It was at this stage that I made the purchases for the EFIS and radio/intercom. I'd pretty much decided to use Dynon Skyview (SV) and splurged on the HDX1100 and followed Neal Johnson in using the Garmin GTR200 radio/intercom. It's a not an inexpensive approach, but is pretty well integrated and I liked the layout of the Garmin over the SV radio option. Both however are good. You will see I use "EFIS" and "HDX" interchangeably from here on through the website.
After a week of working on wiring and occasionally sitting on pillows getting a feel for the cockpit, I realized that the EFIS view angle is not ideal (my opinion) when mounted flush in the IP. This is in part because I want my eyes relatively high locking over the panel and down the sides and the screen is facing my lower chest. I noticed someone a couple of months prior on the builders email list talking about tilting the IP top forward a little to improve this view angle for modern screen based avionics. Since I'm not going to tilt my IP at this point, I decided to look into tilting just the EFIS. The result with a couple of 6061 Al 1/16" thick sheets is shown to the right. At this point the screen is facing my neck, which feels much more comfortable a viewing angle. It's firmly mounted to the panel and I painted the Al plates black to make them harder to see (pictures to right)... Word of Caution: Tilting the bottom of the EFIS out like this does reduce it's clearance with your shins when you bring your heals up close to the IP. I tested it, and it was fine for me, but probably will require more care to manage in and out with a taller pilot. I've considered making this a movable tilt, so that I can push it flush with the IP whenever I want, but that will be a mod for after Phase I flight testing...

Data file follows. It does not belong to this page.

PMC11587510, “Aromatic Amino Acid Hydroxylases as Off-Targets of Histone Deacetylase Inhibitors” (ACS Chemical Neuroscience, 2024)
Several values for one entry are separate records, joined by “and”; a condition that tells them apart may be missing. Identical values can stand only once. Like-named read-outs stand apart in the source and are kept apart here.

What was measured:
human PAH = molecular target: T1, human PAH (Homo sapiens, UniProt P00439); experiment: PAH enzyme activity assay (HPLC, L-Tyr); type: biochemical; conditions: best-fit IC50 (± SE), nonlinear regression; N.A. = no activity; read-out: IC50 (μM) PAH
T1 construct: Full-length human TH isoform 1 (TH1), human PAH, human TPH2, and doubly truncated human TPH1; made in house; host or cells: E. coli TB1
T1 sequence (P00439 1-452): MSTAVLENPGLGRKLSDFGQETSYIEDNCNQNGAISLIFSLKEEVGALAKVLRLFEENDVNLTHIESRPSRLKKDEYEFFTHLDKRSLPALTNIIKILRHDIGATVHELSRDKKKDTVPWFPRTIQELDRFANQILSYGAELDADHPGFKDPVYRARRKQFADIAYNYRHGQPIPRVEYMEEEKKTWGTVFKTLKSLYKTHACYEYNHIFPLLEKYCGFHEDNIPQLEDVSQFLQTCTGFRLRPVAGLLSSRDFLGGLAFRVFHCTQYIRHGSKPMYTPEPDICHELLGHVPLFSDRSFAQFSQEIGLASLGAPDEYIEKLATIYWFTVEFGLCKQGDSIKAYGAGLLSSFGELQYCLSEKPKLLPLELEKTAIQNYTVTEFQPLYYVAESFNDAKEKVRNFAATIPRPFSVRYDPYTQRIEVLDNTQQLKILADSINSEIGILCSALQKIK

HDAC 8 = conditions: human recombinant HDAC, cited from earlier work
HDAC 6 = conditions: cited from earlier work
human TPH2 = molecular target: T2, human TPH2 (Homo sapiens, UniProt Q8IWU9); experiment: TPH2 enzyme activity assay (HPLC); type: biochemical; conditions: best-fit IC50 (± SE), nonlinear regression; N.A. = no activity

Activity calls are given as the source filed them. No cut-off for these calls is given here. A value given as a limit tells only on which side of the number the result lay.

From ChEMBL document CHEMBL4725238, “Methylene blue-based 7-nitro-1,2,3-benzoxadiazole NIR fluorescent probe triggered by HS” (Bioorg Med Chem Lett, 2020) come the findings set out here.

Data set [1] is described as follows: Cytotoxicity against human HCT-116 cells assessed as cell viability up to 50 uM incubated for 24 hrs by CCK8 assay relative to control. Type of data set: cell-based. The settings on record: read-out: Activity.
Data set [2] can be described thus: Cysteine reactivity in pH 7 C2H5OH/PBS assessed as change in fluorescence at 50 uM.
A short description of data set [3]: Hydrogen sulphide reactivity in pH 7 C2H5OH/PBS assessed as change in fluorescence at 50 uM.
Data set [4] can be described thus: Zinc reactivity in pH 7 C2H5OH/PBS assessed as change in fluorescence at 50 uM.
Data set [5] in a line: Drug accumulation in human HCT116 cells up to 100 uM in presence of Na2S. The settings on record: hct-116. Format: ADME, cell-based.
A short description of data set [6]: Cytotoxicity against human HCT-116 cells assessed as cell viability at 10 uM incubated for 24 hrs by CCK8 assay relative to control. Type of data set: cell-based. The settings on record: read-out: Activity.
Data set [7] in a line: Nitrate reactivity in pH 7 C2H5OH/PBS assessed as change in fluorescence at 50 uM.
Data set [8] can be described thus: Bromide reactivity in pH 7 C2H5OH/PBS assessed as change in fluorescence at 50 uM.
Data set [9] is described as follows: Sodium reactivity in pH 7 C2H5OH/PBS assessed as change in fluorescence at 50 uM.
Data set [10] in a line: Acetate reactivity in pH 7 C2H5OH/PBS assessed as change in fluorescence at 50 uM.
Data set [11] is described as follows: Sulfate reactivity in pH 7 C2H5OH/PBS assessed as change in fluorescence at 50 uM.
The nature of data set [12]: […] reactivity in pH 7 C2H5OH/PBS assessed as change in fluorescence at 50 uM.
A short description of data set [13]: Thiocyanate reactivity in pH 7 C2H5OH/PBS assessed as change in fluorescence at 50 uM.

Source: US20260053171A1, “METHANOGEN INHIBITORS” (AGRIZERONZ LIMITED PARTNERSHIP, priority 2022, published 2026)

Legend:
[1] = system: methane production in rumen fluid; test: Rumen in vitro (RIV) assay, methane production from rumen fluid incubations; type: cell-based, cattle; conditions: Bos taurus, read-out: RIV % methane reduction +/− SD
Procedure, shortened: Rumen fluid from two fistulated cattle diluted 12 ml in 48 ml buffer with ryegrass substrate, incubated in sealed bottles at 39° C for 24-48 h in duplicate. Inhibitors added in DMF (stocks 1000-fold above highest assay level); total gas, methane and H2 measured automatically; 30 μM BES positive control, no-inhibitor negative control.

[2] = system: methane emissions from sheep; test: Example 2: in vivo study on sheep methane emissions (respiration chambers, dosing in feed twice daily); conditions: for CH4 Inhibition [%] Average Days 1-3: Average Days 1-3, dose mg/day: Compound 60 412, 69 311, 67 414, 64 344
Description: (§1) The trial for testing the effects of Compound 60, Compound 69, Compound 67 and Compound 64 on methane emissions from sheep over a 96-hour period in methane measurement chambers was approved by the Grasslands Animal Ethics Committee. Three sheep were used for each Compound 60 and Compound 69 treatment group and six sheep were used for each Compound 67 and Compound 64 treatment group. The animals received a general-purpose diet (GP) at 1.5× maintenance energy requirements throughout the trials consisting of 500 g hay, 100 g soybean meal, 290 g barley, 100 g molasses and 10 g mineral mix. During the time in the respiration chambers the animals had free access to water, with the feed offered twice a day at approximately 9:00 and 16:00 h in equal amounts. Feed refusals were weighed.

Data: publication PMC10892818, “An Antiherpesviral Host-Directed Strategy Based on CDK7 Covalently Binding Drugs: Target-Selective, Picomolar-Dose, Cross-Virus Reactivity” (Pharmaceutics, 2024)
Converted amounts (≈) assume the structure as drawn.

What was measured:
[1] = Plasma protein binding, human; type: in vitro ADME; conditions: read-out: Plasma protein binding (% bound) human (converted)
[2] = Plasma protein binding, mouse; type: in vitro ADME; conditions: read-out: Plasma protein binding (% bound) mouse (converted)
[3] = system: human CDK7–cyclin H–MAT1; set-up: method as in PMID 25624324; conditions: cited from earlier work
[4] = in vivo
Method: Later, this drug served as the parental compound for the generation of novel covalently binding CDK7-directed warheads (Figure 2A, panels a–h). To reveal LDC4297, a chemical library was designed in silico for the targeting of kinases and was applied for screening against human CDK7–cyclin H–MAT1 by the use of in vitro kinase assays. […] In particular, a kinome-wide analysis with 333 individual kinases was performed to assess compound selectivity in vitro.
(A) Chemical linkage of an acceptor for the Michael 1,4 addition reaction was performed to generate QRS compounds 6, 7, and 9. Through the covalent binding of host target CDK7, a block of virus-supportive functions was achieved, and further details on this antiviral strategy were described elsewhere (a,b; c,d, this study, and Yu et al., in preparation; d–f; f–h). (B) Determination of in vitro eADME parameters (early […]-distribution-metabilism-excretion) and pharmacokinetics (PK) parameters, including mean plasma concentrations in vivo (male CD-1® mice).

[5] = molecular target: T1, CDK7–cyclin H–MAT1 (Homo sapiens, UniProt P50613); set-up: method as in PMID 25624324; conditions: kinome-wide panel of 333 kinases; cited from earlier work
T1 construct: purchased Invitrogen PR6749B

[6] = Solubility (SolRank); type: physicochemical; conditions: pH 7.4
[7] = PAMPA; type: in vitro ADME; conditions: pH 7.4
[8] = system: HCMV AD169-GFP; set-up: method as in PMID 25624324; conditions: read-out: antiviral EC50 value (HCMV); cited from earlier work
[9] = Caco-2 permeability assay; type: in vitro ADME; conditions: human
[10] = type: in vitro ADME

Powering Up the HDX1100 and Integrating the Skyview System
Before doing anything with the EFIS/HDX I worked on getting all the switches and other circuits checked from the VPX (see Ch 22 page). Then I connected the HDX to the VPX and it powered up perfectly when the Master Switch was closed (note the SV-HDX EFIS is designed to be connected this way and has it's own battery backup, that I also had wired up before booting the EFIS the first time. The HDX1100 has these other components connected to it as outlined below: